Cyanotech OKs reverse split
The move will help the firm get back in the good graces of the Nasdaq market
Cyanotech Corp., facing delisting from the Nasdaq SmallCap Market due to its low stock price and a delayed financial report, said yesterday its board had approved a 1-for-4 reverse stock split aimed at boosting the company's shares above the required $1 threshold.
The Kona-based company, a producer of nutritional products from microalgae, also said it is eliminating an unspecified number of middle management positions and restructuring its sales force.
Cyanotech said the reverse split is expected to become effective no later than Nov. 17.
The company's shares, pending the outcome of an appeal at an Oct. 12 Nasdaq hearing, are slated to be delisted on Nov. 26.
The company said yesterday the decision to conduct the reverse stock split was made "to bring the outstanding shares of common stock in line with the company's size and value and to bring the price of such stock into compliance with the Nasdaq listing requirement of at least $1 a share."
Cyanotech has reported that as of March 31, it had 62 full-time employees, including 44 in harvesting and production, two in research and development, and the remainder in sales, administration and support.
Cyanotech said it is having some difficulty in attracting entry-level operations personnel because of increased wage competition for workers stemming from demand in the state's construction industry.
The company's shares, which have been trading around an all-time low, closed yesterday at 43 cents, down 4 cents.
A reverse split, based on yesterday's closing price, would boost the shares to $1.72.
The company said the changes to middle management and its sales force are designed to bring salespeople into closer contact with customers and their needs. Cyanotech said the reduction of some of the middle management positions will increase communication and management effectiveness within the company's sales and production departments.
In addition, Cyanotech said it is conducting a search for an East Coast-based sales employee to provide a closer link with customers in the Atlantic. Cyanotech also said it plans to expand its scientific and accounting staffs.
Cyanotech said the new initiatives and restructuring is expected to allow Gerald Cysewski, chairman, president and chief executive, to focus more of his time on scientific developments and on improving the company's products and processes.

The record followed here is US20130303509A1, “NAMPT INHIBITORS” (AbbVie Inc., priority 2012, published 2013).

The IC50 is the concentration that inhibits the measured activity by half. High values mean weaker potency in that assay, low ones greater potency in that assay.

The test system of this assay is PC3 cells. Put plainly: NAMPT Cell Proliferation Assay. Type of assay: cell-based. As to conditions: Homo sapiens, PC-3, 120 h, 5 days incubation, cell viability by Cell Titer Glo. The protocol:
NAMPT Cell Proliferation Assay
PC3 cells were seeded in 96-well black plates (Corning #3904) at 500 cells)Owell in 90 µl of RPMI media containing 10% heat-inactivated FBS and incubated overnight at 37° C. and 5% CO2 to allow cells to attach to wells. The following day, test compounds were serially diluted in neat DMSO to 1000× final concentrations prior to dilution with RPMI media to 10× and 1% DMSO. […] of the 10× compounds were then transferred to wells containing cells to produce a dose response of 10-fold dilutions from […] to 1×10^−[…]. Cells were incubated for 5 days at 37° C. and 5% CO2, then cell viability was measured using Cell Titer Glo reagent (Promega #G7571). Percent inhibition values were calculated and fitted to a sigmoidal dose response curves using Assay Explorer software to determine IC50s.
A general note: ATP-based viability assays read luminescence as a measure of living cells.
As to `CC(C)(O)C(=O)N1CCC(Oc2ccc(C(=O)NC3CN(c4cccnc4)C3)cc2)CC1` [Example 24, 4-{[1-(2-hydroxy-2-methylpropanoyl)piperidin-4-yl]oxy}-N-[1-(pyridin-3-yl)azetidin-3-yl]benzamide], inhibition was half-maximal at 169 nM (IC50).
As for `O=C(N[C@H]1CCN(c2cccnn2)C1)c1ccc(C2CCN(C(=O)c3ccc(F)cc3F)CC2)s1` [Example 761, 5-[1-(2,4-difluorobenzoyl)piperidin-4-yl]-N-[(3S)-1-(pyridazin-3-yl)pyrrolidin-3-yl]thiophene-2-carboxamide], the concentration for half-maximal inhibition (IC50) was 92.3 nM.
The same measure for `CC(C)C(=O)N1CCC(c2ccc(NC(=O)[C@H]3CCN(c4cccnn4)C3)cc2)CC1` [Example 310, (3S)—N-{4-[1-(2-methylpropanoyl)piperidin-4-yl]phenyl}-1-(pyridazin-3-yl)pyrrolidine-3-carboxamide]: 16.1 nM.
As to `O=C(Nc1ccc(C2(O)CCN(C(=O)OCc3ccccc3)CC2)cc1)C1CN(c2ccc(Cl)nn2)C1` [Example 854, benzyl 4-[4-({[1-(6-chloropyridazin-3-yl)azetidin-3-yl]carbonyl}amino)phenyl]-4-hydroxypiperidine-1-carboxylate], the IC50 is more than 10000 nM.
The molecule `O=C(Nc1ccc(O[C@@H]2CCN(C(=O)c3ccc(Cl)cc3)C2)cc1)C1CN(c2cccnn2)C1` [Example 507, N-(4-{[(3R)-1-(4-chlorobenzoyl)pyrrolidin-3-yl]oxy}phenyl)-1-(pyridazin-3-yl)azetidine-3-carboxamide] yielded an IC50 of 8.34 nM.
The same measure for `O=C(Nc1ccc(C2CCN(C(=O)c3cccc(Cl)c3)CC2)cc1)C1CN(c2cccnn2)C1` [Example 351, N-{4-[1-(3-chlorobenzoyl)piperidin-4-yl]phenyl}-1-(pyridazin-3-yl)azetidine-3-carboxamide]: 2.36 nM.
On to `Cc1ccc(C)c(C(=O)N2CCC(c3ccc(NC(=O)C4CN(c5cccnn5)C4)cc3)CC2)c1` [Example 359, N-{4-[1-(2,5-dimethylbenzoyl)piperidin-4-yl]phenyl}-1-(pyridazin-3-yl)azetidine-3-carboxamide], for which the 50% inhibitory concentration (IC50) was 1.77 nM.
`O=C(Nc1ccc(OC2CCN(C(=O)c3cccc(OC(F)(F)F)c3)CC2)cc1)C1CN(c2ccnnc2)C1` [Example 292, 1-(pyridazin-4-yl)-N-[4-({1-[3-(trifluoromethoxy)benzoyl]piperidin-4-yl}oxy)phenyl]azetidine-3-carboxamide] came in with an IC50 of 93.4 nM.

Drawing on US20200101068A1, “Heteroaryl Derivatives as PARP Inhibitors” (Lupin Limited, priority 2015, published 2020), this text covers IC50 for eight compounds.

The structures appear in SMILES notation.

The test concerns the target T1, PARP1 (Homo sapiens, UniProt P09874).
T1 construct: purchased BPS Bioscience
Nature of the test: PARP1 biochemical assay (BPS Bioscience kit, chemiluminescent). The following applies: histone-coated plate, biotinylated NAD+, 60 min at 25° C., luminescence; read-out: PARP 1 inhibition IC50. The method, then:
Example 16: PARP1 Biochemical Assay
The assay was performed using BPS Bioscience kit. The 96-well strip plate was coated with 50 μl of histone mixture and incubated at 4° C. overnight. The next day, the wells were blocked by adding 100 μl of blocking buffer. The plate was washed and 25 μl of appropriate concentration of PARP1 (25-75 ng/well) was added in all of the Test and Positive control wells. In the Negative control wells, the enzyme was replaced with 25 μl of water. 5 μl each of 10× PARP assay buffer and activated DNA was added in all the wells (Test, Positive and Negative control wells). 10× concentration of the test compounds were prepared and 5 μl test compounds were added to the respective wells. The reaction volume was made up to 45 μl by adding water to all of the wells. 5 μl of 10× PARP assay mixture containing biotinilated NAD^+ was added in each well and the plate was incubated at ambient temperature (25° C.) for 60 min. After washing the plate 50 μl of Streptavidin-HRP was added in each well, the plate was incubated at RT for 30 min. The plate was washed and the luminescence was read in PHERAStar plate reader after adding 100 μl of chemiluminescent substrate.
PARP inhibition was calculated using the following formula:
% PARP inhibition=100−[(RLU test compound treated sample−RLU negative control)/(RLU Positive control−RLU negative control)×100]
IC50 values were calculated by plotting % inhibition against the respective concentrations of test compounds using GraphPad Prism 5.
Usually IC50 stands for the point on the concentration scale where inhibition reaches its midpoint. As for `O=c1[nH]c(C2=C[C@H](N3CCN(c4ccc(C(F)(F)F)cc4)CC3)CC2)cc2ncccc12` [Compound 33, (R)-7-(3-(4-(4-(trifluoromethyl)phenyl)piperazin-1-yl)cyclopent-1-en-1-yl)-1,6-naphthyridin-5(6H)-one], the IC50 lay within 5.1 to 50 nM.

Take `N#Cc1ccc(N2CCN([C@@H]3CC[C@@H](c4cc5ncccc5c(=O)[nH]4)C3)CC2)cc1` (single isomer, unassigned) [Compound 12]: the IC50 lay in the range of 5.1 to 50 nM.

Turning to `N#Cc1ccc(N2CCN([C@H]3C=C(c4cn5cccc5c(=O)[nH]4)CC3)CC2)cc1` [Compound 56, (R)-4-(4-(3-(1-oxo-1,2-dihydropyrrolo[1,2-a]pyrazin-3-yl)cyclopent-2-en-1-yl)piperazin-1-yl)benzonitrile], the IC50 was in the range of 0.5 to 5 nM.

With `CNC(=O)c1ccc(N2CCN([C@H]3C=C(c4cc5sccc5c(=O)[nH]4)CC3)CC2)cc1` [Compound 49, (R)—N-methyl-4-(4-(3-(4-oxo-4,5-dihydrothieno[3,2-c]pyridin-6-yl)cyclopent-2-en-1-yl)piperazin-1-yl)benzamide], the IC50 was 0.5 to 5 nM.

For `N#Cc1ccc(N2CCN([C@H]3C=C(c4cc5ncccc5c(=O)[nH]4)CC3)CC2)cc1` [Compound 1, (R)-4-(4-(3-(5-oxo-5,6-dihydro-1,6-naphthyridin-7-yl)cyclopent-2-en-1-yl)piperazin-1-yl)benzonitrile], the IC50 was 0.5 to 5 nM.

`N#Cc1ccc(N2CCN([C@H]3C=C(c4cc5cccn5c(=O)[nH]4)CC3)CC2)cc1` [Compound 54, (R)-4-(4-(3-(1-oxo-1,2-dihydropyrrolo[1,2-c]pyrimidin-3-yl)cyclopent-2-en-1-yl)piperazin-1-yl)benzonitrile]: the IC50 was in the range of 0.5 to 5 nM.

While the reverse split will take care of the low stock price, Cyanotech made no mention yesterday of when it would file its twice-delayed earnings report for the quarter ended June 30. The company also faces the threat of delisting over the delayed report.
Cyanotech has said the filing was delayed due to a technical accounting review by the company related its "historical treatment of certain inventory-related costs."
Chief Financial Officer Bill Maris said yesterday he could not comment any further.
In an Aug. 11 filing with the Securities and Exchange Commission, Cyanotech reported that it was estimating a fiscal first-quarter loss of $249,000, or 1 cent a share, for the period ended June 30, compared with net gain of $153,000, or 1 cent a share, in the year-earlier quarter.
Cyanotech said in the filing that the decrease in net income primarily was due to lower sales from decreased customer orders. The company also said some of its costs have increased from the year-earlier period.
It said that its estimates are subject to change pending the completion of its review of the inventory-related costs.
Cyanotech, which posted a fiscal 2006 net loss of $268,000 on $11.1 million in revenue, produces three main products. They are Spirulina, a whole microalgae rich in many nutrients, including antioxidants such as beta-carotene and zeaxanthin; BioAstin, a natural source of astaxanthin that has been shown to be a potent antioxidant, as well as having anti-inflammatory properties; and NatuRose, a source of natural astaxanthin for use in animal feeds.